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Personification

Personification is endowing an inanimate object or abstraction with human qualities or abilities. “Nor shall Death brag thou wand'rest in his shade,” Sonnet 18. I differs from anthropomorphism, which portrays animals as having human abilities such as speaking.

Personification is an example of:
Substitution

How oft, when thou, my music, music play’st

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How oft, when thou, my music, music play’stAnastrophe, Antanaclasis, Epizeuxis & Metaphor
Upon that blessèd wood whose motion sounds
With thy sweet fingers when thou gently sway’st
The wiry concord that mine ear confounds,Anastrophe & Synecdoche
Do I envy those jacks that nimble leap
To kiss the tender inward of thy hand,Personification

Whilst my poor lips, which should that harvest reap,
At the wood’s boldness by thee blushing stand.Metaphor & Personification

To be so tickled they would change their state
And situation with those dancing chips,
O’er whom thy fingers walk with gentle gait,Catachresis
Making dead wood more blest than living lips.
Since saucy jacks so happy are in this,
Give them thy fingers, me thy lips to kiss.Ellipsis, Hyperbaton & Zeugma

Mine eye and heart are at a mortal war

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Mine eye and heart are at a mortal war
How to divide the conquest of thy sight.
EpanadosMine eye my heart thy picture’s sight would bar,
EllipsisMy heart mine eye the freedom of that right.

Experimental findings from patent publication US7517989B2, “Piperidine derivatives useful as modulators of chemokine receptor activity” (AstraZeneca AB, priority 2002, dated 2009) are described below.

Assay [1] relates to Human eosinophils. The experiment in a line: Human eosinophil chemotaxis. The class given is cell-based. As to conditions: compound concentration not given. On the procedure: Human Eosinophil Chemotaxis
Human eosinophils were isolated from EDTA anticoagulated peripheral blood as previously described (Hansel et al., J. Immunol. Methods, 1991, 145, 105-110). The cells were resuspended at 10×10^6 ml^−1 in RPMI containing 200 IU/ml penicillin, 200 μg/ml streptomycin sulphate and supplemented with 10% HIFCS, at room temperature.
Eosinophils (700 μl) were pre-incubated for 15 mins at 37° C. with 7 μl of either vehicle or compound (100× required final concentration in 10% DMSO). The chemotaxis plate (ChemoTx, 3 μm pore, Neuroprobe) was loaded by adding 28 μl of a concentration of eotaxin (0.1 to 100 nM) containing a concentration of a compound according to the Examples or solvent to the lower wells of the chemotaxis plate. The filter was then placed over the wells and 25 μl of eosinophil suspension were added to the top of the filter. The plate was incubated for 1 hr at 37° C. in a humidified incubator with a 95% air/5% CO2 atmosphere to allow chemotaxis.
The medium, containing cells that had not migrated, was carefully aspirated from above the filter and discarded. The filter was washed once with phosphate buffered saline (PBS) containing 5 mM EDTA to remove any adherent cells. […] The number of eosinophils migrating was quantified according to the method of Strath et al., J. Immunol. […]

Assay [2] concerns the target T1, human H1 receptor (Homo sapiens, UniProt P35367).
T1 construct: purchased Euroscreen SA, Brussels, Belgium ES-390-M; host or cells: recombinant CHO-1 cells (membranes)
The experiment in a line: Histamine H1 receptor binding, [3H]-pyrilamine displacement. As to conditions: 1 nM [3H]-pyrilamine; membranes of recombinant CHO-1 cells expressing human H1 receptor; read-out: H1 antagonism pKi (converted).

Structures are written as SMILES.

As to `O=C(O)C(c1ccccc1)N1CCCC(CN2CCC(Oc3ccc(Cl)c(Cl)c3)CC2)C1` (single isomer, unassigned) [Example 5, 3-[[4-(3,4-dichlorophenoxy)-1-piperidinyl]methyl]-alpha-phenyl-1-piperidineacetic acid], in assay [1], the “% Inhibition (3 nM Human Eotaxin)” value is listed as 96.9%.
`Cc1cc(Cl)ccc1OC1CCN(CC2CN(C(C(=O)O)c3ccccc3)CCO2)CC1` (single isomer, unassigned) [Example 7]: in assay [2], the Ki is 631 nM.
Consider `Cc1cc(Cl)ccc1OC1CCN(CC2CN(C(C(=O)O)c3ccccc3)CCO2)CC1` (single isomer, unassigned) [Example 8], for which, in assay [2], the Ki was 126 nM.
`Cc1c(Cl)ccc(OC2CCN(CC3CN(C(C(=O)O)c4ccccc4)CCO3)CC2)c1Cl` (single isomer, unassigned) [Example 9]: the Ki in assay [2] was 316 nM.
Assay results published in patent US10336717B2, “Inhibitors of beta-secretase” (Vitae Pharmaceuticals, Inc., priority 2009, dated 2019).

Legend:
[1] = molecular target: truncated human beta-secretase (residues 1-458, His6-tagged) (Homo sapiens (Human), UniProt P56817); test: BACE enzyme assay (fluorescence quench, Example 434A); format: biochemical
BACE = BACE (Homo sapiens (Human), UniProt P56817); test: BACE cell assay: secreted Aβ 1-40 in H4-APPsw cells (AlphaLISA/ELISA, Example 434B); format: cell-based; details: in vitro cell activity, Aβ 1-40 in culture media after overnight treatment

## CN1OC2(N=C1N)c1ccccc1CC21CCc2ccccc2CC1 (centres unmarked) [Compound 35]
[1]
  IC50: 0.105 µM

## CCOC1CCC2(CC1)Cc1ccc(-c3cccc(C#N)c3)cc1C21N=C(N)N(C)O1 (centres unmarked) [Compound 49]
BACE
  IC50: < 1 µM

My heart doth plead that Conceitthou in him dost lie,
A closet never pierced with crystal eyes;
But the defendant doth that plea deny,
And says in him thy fair appearance lies.
AphaearsisTo ’cide this title is impanelèd
A quest of thoughts, all tenants to the heart,
And by their verdict is determinèd
The clear eyes’ moiety and the dear heart’s part,
As thus: mine eyes’ due is thy outward part,
EllipsisAnd my heart’s right, thy inward love of heart.Personification
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Shall I compare thee to a summer’s day?

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Shall I compare thee to a summer's day?Rhetorical Question
Thou art more lovely and more temperate.
Rough winds do shake the darling buds of May,
And summer's lease hath all too short a date.
Sometime too hot the eye of heaven shines,Metaphor & Hyperbaton
And often is his gold complexion dimmed;Personification
And every fair from fair sometime declines,Antanaclesis
By chance or nature's changing course untrimmed.
But thy eternal summer shall not fadeMetaphor
Nor lose possession of that fair thou ow'st,
Nor shall Death brag thou wand'rest in his shade,Personification
When in eternal lines to time thou grow'st.
So long as men can breathe or eyes can see,
So long lives this, and this gives life to thee.Anaphora and Anadiplosis

In sooth I know not why I am so sad

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Antonio
In sooth I know not why I am so sad.
It wearies me, you say it wearies you.
But how I caught it, found it, or came by it,Epistrophe
What stuff ’tis made of, whereof it is born,
I am to learn.
And such a want-wit sadness makes of meHyperbaton
That I have much ado to know myself.
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Act 1